Individuals in Massachusetts, California and Illinois have all shown up with NDM-1 which is a superbug that a British health related journal discussed last month. Numerous assume the bug came from India while all three cases were of patients who had recently visited India. The first thought everyone had was that health related tourism for British citizens going to India for cheap cosmetic surgery was to blame for NDM-1. But the fact that the American superbug victims weren’t medical tourists is leading scientists to believe the potential of NDM-1 as a global threat is more severe than first thought.
Strong indications that superbug infection came from India to U.S.
All cases of the superbug infection in the United States and Canada can be traced back to those getting health related care in India. According to Red Orbit, there was a woman in California that got NDM-1. While in India, she got in a vehicle incident and had to receive health related care. In Illinois, a man with a pre-existing medical conditions and a urinary catheter contracted the superbug infection when traveling in India. The woman in Massachusetts traveled to the U.S. Before doing so, she actually did chemotherapy and had some surgery. Drug-resistant attacks usually respond to antibiotics. In this case, the superbugs weren’t killed by the antibiotics although nobody perished of the victims. In Pakistan, there was a Belgian man who was in a car accident and hospitalized in Pakistan. He was the first of the NDM-1 superbug victims to have a recorded death.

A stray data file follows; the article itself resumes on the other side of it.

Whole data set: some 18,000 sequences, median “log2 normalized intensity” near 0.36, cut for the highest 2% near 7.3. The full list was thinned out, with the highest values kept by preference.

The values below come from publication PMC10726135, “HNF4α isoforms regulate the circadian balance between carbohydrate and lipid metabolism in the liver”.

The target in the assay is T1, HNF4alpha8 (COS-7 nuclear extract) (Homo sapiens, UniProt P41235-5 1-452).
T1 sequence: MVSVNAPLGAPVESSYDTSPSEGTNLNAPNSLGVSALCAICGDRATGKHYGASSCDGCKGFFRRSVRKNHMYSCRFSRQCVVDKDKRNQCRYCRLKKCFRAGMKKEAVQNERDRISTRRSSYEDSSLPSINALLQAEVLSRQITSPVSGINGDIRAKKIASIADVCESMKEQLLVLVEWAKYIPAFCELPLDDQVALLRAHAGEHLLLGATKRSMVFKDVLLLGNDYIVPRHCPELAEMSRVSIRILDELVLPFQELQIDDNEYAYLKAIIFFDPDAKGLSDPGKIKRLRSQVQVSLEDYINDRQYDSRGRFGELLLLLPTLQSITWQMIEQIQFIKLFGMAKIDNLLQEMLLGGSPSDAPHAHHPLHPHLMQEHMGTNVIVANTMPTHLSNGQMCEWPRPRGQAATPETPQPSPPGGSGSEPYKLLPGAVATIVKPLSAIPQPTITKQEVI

Superbug may be a global threat
All Britons traveling to India for cheap plastic surgery who contracted the NDM-1 disease were recorded within the Lancet last month. The Lancet is actually a health related journal in Briton. In the Lancet article, scientists describe NDM-1 as a gene that mutates bacteria to become resistant to the strongest antibiotics available. The NDM-1 gene is spread via all of India, says Columbia Broadcasting System News. Bacteria carrying the gene seem common. The NDM-1 gene is being shown other places to be increasing. These places include Bangladesh and Pakistan. The superbug has found a way to get around the world. It is hitching rides with everyone willing to go to the country and pick it up.
There are too many individuals living close together in India
Right now, medical specialists are all together in Boston at the international meeting of microbiologists and doctors. In this meeting, the NDM-1 is being discussed because of the concern of how many people in India actually have it. The Boston Herald reports that antibiotics are cheap and sold over the counter in India. Inappropriate use spreads drug resistance among deadly bacteria. Poor sanitation facilitates the spread of NDM-1, which thrives in germs that grow in the human gut. Timothy Walsh, one of the authors of the Lancet article, told the Boston Herald that the overpopulated, unsanitary conditions in India are going to make the superbug spread widely. Although one or two antibiotics can actually work for the superbug, there are nevertheless more that are needed to fight it.